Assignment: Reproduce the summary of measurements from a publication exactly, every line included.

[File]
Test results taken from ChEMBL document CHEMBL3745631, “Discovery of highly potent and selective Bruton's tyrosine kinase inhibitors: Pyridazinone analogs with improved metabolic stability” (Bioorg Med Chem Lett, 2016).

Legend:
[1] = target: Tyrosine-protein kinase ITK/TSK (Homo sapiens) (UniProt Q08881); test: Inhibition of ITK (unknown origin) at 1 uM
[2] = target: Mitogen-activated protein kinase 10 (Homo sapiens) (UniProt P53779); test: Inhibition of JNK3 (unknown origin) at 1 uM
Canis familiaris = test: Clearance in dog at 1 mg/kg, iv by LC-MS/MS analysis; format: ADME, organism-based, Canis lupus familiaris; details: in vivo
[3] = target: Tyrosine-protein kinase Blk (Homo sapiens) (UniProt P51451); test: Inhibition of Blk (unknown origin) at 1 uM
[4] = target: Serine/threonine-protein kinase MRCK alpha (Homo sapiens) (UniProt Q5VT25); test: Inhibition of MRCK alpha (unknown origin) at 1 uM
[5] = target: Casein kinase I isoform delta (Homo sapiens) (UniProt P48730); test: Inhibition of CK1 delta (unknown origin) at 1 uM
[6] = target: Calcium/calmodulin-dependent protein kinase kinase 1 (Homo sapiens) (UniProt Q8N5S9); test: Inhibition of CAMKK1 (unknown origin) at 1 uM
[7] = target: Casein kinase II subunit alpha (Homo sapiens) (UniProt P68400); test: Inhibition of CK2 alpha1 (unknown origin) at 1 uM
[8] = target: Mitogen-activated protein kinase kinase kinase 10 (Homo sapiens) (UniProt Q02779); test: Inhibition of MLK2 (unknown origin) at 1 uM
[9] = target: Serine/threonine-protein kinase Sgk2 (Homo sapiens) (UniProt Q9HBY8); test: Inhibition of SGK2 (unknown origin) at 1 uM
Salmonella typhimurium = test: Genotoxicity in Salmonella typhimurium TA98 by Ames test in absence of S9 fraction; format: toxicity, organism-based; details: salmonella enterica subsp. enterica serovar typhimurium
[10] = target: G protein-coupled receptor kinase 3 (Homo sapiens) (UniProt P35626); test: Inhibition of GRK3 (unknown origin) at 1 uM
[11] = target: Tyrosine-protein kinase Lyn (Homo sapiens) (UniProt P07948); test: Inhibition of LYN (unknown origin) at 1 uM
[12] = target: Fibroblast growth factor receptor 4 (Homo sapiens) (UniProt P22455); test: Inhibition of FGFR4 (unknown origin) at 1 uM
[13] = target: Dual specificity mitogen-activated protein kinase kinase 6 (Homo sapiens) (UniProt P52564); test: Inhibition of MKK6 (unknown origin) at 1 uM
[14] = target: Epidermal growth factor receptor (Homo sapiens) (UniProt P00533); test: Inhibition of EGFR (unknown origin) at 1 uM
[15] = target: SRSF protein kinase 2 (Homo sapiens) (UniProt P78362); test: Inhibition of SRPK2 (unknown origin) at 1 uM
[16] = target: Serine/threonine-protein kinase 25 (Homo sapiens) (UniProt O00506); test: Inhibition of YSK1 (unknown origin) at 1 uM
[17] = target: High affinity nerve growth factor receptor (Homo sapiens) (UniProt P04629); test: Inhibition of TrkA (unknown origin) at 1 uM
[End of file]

Test results taken from ChEMBL document CHEMBL3745631, “Discovery of highly potent and selective Bruton's tyrosine kinase inhibitors: Pyridazinone analogs with improved metabolic stability” (Bioorg Med Chem Lett, 2016).

Legend:
[1] = target: Tyrosine-protein kinase ITK/TSK (Homo sapiens) (UniProt Q08881); test: Inhibition of ITK (unknown origin) at 1 uM
[2] = target: Mitogen-activated protein kinase 10 (Homo sapiens) (UniProt P53779); test: Inhibition of JNK3 (unknown origin) at 1 uM
Canis familiaris = test: Clearance in dog at 1 mg/kg, iv by LC-MS/MS analysis; format: ADME, organism-based, Canis lupus familiaris; details: in vivo
[3] = target: Tyrosine-protein kinase Blk (Homo sapiens) (UniProt P51451); test: Inhibition of Blk (unknown origin) at 1 uM
[4] = target: Serine/threonine-protein kinase MRCK alpha (Homo sapiens) (UniProt Q5VT25); test: Inhibition of MRCK alpha (unknown origin) at 1 uM
[5] = target: Casein kinase I isoform delta (Homo sapiens) (UniProt P48730); test: Inhibition of CK1 delta (unknown origin) at 1 uM
[6] = target: Calcium/calmodulin-dependent protein kinase kinase 1 (Homo sapiens) (UniProt Q8N5S9); test: Inhibition of CAMKK1 (unknown origin) at 1 uM
[7] = target: Casein kinase II subunit alpha (Homo sapiens) (UniProt P68400); test: Inhibition of CK2 alpha1 (unknown origin) at 1 uM
[8] = target: Mitogen-activated protein kinase kinase kinase 10 (Homo sapiens) (UniProt Q02779); test: Inhibition of MLK2 (unknown origin) at 1 uM
[9] = target: Serine/threonine-protein kinase Sgk2 (Homo sapiens) (UniProt Q9HBY8); test: Inhibition of SGK2 (unknown origin) at 1 uM
Salmonella typhimurium = test: Genotoxicity in Salmonella typhimurium TA98 by Ames test in absence of S9 fraction; format: toxicity, organism-based; details: salmonella enterica subsp. enterica serovar typhimurium
[10] = target: G protein-coupled receptor kinase 3 (Homo sapiens) (UniProt P35626); test: Inhibition of GRK3 (unknown origin) at 1 uM
[11] = target: Tyrosine-protein kinase Lyn (Homo sapiens) (UniProt P07948); test: Inhibition of LYN (unknown origin) at 1 uM
[12] = target: Fibroblast growth factor receptor 4 (Homo sapiens) (UniProt P22455); test: Inhibition of FGFR4 (unknown origin) at 1 uM
[13] = target: Dual specificity mitogen-activated protein kinase kinase 6 (Homo sapiens) (UniProt P52564); test: Inhibition of MKK6 (unknown origin) at 1 uM
[14] = target: Epidermal growth factor receptor (Homo sapiens) (UniProt P00533); test: Inhibition of EGFR (unknown origin) at 1 uM
[15] = target: SRSF protein kinase 2 (Homo sapiens) (UniProt P78362); test: Inhibition of SRPK2 (unknown origin) at 1 uM
[16] = target: Serine/threonine-protein kinase 25 (Homo sapiens) (UniProt O00506); test: Inhibition of YSK1 (unknown origin) at 1 uM
[17] = target: High affinity nerve growth factor receptor (Homo sapiens) (UniProt P04629); test: Inhibition of TrkA (unknown origin) at 1 uM